As if daytime wasn't hard enough to float through, the night... Every sound had him sitting up and staring into the dark shadows, wondering if a tall, lean figure in black would step from them. When he thought about that night, his body would rouse; it was like a conditioned response, the wantonness that had been conjured in him, like some instinct he hadn't been aware of before. He didn't like it. In fact, he hated it, but what to do? And what about Riff? That he was guilt-ridden was sure, but that didn't concern him half as much as what would happen if Cade decided to make good on his last promise.
Soon the ceiling began to dim and fade out and he dozed, for a few minutes at least. He hadn't heard the door but he felt the bed move, and opened his eyes to find Cade above him, holding himself over Toby with his arms. When he saw that the thief's eyes were open, he slowly let his body down. He was naked already.
"Thinking about me?" he cooed, lips already brushing Toby's with his words. But that was the end of the tenderness. The arms that swept him up, imprisoned his hands above his head, and the mouth that tore at his were ruthless but Toby's body still rose, arched. The sounds still came from him, these pitiful noises and desperate groans, hisses through clenched teeth. Cade wanted to be face to face; he was very insistent when Toby tried to turn away. This time he couldn't hide his face in the darkness or push it into the pillow. No, the streaming moon through the room's large windows was more than enough to illuminate his whole body, expose him more completely than he'd ever felt that night on the floor of that musty warehouse.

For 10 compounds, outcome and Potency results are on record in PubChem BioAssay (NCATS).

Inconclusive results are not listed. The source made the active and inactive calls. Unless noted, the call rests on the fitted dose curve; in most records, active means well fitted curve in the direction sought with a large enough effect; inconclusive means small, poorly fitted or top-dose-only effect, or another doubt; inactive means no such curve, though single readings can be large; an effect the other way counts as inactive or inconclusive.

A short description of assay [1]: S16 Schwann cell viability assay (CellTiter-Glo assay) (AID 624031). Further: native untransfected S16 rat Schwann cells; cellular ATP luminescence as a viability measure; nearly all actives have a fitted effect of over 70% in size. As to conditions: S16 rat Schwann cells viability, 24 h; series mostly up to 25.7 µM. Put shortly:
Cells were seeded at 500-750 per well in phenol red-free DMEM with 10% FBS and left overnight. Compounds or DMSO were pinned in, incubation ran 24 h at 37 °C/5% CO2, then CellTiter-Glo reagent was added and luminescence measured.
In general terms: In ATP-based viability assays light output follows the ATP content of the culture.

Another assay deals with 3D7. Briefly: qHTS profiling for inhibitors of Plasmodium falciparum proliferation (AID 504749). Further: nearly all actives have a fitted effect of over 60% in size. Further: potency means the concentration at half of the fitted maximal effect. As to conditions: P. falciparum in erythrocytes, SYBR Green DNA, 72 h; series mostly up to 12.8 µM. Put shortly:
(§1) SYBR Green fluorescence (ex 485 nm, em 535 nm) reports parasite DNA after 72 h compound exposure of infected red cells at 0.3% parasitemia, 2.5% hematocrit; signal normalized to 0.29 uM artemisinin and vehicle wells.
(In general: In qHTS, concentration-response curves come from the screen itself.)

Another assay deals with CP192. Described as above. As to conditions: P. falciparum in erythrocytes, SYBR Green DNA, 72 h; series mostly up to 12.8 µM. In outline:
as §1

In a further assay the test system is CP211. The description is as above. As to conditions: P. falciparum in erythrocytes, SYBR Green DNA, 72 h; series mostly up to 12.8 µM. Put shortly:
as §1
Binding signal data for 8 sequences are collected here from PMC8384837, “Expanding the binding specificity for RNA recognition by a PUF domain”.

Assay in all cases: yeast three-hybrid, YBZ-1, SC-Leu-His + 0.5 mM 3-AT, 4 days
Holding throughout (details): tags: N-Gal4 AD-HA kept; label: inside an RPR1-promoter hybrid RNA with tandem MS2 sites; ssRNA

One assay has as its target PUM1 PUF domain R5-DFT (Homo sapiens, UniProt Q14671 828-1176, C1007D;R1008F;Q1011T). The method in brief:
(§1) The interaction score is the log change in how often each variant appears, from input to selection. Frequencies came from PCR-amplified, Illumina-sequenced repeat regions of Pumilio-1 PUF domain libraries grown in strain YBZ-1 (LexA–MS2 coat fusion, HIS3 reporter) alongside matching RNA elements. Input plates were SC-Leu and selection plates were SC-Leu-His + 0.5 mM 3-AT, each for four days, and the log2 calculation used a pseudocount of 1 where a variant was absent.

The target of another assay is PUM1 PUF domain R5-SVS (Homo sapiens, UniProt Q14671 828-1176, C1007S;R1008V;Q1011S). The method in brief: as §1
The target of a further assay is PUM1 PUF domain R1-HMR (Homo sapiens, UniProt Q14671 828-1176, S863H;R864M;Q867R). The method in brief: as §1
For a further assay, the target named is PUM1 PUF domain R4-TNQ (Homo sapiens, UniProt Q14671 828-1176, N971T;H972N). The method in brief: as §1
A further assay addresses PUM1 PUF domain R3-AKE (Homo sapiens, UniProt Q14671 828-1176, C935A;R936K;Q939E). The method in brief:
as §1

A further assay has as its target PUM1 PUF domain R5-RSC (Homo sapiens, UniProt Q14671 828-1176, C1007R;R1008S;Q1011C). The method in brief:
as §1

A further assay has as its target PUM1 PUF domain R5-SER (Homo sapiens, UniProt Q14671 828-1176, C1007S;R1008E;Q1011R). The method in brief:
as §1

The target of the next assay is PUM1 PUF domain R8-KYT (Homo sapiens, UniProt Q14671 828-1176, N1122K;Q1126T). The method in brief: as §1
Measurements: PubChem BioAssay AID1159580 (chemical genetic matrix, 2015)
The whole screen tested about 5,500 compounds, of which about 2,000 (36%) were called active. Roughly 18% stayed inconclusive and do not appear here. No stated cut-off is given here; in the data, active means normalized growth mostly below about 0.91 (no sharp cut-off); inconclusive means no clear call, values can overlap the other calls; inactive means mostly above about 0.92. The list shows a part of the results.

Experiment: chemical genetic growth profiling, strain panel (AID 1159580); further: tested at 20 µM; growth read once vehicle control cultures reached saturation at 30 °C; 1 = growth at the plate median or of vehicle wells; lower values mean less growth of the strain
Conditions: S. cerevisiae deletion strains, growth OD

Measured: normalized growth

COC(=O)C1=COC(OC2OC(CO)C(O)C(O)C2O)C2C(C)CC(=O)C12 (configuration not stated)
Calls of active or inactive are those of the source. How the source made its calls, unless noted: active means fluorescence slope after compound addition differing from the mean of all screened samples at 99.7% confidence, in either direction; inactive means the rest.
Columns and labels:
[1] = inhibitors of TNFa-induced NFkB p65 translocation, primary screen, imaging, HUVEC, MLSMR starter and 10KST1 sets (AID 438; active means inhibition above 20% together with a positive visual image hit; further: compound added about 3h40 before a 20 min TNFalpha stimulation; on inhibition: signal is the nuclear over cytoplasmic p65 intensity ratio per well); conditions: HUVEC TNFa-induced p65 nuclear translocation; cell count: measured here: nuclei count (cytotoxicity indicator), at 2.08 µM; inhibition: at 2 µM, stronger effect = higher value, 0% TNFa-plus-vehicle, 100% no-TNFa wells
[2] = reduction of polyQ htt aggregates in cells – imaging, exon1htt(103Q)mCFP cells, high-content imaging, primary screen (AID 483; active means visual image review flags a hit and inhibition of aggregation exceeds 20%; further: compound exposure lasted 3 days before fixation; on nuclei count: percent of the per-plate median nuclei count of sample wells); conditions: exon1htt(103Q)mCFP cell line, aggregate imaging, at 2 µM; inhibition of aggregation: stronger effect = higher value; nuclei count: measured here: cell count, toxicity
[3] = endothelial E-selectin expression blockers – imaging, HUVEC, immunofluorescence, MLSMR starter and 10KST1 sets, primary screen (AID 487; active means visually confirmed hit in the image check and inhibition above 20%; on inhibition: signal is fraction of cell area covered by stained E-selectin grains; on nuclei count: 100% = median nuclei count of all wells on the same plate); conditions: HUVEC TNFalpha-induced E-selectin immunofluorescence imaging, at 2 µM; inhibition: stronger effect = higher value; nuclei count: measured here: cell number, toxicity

"This has healed nicely," Cade whispered in his ear. His slick fingers had found the slightly raised bump just above Toby's hip, a memory of that night, a cigarette extinguished on his flesh. The small scar had long faded to a creamy white and he'd forgotten it.
"Do you know I was the one to carry you out of there?" Cade continued, his lips pressed against Toby's ear. "Already I was thinking about what I was going to do to you, once you were better of course."
"Fuck you-" Toby hissed, his hand clenching the pillows above his head. Cade reached up, loosened his fingers and brought them to his lips. Thought melted and he willingly let it go, buried under the sensations of his body. Rational thought Cade never asked of him. He only asked, or told rather, the thief to surrender his will, and that, Toby had decided, he was more than able to give up, if someone strong enough came along to take it from him.
This time he left before dawn, just as Toby was drifting off to sleep, his head cradled on Cade's chest. He shifted only a little as Cade slid out from under him and smoothly, almost tenderly, let his head down on the pillow. Exhausted and half-asleep, the thief hardly noticed or moved. The time for thinking was over. The only thing left to do was accept. Had he energy for anything more?
The next night Cade would came again he knew, as insistent as before and as undeniable, and afterwards, quiet and gentle as he left. If Toby let himself, he would think about the duality of the kid's behavior; cold and cruel, warm and temperate, before and after. He didn't care what it meant, or at least he told himself so, and tried not to think about much of anything, for caring brought on the guilt. He could handle most anything this merciless city could throw at him; could block out the cold and the hunger when he felt them; he could block out Ender's minions, and even Cade sometimes, though that he could only banish from his mind, not his body.